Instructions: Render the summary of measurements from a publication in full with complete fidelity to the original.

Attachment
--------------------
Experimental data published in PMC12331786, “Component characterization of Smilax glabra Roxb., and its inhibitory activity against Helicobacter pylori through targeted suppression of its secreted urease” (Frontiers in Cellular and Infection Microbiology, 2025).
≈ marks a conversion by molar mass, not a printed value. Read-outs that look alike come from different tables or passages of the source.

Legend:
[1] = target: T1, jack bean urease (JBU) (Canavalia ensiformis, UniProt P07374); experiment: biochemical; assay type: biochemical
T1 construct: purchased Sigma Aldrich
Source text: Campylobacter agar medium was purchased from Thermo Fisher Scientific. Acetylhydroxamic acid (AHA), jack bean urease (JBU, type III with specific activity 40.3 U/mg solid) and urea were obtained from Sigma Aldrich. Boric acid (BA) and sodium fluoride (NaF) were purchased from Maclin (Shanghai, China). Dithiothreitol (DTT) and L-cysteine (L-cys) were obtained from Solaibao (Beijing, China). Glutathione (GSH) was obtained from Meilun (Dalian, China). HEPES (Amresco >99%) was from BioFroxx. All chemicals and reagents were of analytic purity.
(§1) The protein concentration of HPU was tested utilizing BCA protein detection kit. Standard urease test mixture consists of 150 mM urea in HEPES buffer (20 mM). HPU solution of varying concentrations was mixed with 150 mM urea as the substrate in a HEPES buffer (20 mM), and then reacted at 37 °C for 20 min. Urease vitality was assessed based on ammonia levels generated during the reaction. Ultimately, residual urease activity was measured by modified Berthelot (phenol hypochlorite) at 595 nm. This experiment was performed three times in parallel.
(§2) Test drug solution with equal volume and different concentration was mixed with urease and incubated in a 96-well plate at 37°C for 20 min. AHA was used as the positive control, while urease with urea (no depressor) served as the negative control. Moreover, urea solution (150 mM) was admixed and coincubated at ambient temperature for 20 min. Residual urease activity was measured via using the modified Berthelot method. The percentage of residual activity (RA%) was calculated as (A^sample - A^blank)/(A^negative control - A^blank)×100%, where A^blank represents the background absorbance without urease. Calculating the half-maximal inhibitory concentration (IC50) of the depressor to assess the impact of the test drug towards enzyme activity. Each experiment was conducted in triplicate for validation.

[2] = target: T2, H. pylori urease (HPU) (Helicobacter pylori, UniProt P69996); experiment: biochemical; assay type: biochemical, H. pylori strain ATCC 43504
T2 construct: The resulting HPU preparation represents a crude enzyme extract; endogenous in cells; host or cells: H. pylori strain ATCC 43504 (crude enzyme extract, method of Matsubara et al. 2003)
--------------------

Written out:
Experimental data published in PMC12331786, “Component characterization of Smilax glabra Roxb., and its inhibitory activity against Helicobacter pylori through targeted suppression of its secreted urease” (Frontiers in Cellular and Infection Microbiology, 2025).
≈ marks a conversion by molar mass, not a printed value. Read-outs that look alike come from different tables or passages of the source.

Legend:
[1] = target: T1, jack bean urease (JBU) (Canavalia ensiformis, UniProt P07374); experiment: biochemical; assay type: biochemical
T1 construct: purchased Sigma Aldrich
Source text: Campylobacter agar medium was purchased from Thermo Fisher Scientific. Acetylhydroxamic acid (AHA), jack bean urease (JBU, type III with specific activity 40.3 U/mg solid) and urea were obtained from Sigma Aldrich. Boric acid (BA) and sodium fluoride (NaF) were purchased from Maclin (Shanghai, China). Dithiothreitol (DTT) and L-cysteine (L-cys) were obtained from Solaibao (Beijing, China). Glutathione (GSH) was obtained from Meilun (Dalian, China). HEPES (Amresco >99%) was from BioFroxx. All chemicals and reagents were of analytic purity.
(§1) The protein concentration of HPU was tested utilizing BCA protein detection kit. Standard urease test mixture consists of 150 mM urea in HEPES buffer (20 mM). HPU solution of varying concentrations was mixed with 150 mM urea as the substrate in a HEPES buffer (20 mM), and then reacted at 37 °C for 20 min. Urease vitality was assessed based on ammonia levels generated during the reaction. Ultimately, residual urease activity was measured by modified Berthelot (phenol hypochlorite) at 595 nm. This experiment was performed three times in parallel.
(§2) Test drug solution with equal volume and different concentration was mixed with urease and incubated in a 96-well plate at 37°C for 20 min. AHA was used as the positive control, while urease with urea (no depressor) served as the negative control. Moreover, urea solution (150 mM) was admixed and coincubated at ambient temperature for 20 min. Residual urease activity was measured via using the modified Berthelot method. The percentage of residual activity (RA%) was calculated as (A^sample - A^blank)/(A^negative control - A^blank)×100%, where A^blank represents the background absorbance without urease. Calculating the half-maximal inhibitory concentration (IC50) of the depressor to assess the impact of the test drug towards enzyme activity. Each experiment was conducted in triplicate for validation.

[2] = target: T2, H. pylori urease (HPU) (Helicobacter pylori, UniProt P69996); experiment: biochemical; assay type: biochemical, H. pylori strain ATCC 43504
T2 construct: The resulting HPU preparation represents a crude enzyme extract; endogenous in cells; host or cells: H. pylori strain ATCC 43504 (crude enzyme extract, method of Matsubara et al. 2003)